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Topic: Neighborhood Christmas Light and Sound Show (Read 993 times) previous topic - next topic


I am intrigued by the capabilities of the Hallmark Peanuts(R) Gang Light Show Set.  Each of five pieces is autonomous; any of the five may be activated - it in turn wirelessly triggers the other four to join in a synchronized light display while playing a song.  A YouTube demo is here: https://www.youtube.com/watch?v=HEMZwOZSqH4

I would like to implement this concept on a neighborhood-wide basis.  Give autonomous boxes to each of my neighbors that will control Christmas lights up/down the block in their yards, in sync with a master control.  Like the Peanuts(R) Gang, I would like this to be done wirelessly.

  * Master control Arduino
    * Sends music to attached FM transmitter (provided separately)
    * Communicates wirelessly to numerous Slave Arduinos within a couple blocks (1000+ feet)
    * Sends explicit light activation commands to all slave Arduinos in real-time, or
    * Tells each slave Arduino which sequence to initiate
  * Slave Arduinos (many)
    * Receive wireless commands telling which lights to turn on/off.
    * Alternatively, receive commands telling which stored command sequence to initiate on its own.
    * Control (dozens of) Solid State Relays (SSRs), which in turn control strings of (probably 110V) Christmas lights.

  * Master control Arduino
    * Quieries each Slave Arduino to ensure it is still working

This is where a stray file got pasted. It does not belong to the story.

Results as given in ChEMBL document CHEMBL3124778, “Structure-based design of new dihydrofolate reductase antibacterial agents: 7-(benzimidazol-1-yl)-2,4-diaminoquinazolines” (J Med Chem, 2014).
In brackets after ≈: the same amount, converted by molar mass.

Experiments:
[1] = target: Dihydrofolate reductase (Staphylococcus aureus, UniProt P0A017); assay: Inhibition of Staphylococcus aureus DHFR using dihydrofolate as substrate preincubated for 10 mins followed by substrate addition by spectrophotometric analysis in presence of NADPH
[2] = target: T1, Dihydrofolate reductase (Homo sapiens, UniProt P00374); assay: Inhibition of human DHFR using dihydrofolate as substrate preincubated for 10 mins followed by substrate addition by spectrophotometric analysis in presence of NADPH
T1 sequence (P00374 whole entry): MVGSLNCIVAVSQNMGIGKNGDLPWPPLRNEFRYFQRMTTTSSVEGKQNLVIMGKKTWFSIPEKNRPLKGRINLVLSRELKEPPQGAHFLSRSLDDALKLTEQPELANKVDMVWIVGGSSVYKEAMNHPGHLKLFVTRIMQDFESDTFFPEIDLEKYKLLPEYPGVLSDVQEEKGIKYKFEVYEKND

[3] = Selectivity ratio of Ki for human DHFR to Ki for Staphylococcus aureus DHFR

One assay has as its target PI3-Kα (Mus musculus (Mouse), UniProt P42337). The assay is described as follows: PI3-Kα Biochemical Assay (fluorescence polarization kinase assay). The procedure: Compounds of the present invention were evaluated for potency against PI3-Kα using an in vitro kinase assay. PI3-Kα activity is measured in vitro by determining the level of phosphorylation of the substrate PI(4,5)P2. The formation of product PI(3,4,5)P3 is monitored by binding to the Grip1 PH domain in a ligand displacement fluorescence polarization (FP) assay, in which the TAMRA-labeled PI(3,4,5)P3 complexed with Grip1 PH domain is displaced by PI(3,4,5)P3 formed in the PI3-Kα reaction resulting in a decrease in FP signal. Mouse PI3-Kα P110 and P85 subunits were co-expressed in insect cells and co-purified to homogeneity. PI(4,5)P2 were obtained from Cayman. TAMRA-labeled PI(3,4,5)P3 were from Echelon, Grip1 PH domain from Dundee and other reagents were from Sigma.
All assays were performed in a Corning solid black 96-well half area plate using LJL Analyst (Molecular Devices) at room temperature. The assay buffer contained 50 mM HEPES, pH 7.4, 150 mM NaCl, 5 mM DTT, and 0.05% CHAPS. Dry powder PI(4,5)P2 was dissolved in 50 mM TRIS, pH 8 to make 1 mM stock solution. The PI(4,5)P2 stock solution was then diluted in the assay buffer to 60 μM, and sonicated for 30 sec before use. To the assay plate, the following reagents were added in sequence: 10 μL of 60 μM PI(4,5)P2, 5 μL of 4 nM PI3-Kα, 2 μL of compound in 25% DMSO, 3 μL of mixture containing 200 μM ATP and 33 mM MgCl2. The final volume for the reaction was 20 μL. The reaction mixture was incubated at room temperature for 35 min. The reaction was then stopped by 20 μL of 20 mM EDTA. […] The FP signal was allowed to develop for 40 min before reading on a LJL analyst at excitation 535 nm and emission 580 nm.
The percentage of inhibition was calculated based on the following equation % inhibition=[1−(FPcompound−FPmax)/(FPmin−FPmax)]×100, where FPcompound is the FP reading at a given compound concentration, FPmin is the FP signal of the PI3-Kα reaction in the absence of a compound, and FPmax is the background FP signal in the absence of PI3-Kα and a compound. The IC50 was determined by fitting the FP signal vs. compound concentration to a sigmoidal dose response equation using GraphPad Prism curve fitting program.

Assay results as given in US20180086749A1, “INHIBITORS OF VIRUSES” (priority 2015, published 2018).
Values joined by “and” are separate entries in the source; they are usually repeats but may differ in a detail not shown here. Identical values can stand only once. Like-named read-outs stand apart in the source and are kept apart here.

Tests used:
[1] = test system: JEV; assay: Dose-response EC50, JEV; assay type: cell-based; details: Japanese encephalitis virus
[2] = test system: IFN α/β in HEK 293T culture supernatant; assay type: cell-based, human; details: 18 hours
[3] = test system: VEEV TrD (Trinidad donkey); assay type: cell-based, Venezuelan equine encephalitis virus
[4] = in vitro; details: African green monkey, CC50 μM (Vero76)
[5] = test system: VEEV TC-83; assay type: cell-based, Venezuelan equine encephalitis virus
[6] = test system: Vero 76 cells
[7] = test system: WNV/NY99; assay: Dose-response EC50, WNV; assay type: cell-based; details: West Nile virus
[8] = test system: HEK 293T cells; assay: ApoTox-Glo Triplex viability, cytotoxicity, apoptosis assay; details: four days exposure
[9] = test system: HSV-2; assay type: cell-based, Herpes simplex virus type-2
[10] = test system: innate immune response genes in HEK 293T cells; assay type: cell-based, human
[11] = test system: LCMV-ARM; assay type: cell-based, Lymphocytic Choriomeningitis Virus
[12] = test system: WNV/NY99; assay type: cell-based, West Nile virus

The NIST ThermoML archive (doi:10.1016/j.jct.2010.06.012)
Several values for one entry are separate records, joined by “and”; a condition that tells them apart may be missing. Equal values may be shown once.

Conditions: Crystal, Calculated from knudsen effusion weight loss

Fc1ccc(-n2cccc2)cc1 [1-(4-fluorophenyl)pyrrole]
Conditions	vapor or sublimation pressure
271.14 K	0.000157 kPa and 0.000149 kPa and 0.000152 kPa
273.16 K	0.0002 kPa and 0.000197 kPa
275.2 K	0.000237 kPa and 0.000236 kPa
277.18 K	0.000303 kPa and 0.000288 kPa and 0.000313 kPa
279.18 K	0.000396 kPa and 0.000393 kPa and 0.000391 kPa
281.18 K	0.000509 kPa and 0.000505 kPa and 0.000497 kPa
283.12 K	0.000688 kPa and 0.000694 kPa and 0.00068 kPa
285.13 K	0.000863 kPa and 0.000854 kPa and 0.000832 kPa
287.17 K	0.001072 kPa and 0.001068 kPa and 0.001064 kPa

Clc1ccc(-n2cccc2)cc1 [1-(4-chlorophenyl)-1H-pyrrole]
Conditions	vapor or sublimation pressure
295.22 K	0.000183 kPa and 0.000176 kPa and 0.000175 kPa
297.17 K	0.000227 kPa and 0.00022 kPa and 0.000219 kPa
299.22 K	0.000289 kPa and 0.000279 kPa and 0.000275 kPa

* Provides a web page or a simple accessible HTML text file that shows the status of all system components, again wirelessly
  * Slave Arduinos
    * When queried, provides health status.
  * Both Master and Slave Arduinos
    * Ability to update their sketches wirelessly (from a PC).
    * Low cost (goes without saying!).

This is a follow-on to a project I implemented with a single local Arduino that controlled 32 strings of lights via SSRs, no music.  In summary, I stored a light sequence that would activate strands that were arranged on four tree-shaped poles.  This provided a pleasing but limited animated display.


It can be done with Arduino. If everyone has Wifi you can use that. XBee Pro can send signals up to miles apart depending on the power and antennas.

But... Others have solved this problem. Maybe not as much fun if you like the nuts-and-bolts part of the design and (maybe) more expensive. Here is a great overview of the technology available to home light display enthusiasts.



Thanks for your pointer to Bill Porter's excellent article.  He provides a wealth of information, and high quality.

Not yet a home run for me, however.  I DO want to, and AM having fun with the nuts-and-bolts design, but am avoiding expenses like the plague.  The result of Bill's designs are excellent as shown in his video, but I'm not read to make such a large investment.  Lots of expense involved in the controllers.

With the Arduino-based solution I am pursuing the result will be more basic, and much less expensive.  The toughest nut I haven't yet cracked is wireless.  I don't think Bill uses wireless - he mentions cables running 800 MHz signals.

So, many thanks for the pointer to Bill's site - it's a great addition to my toolbox.

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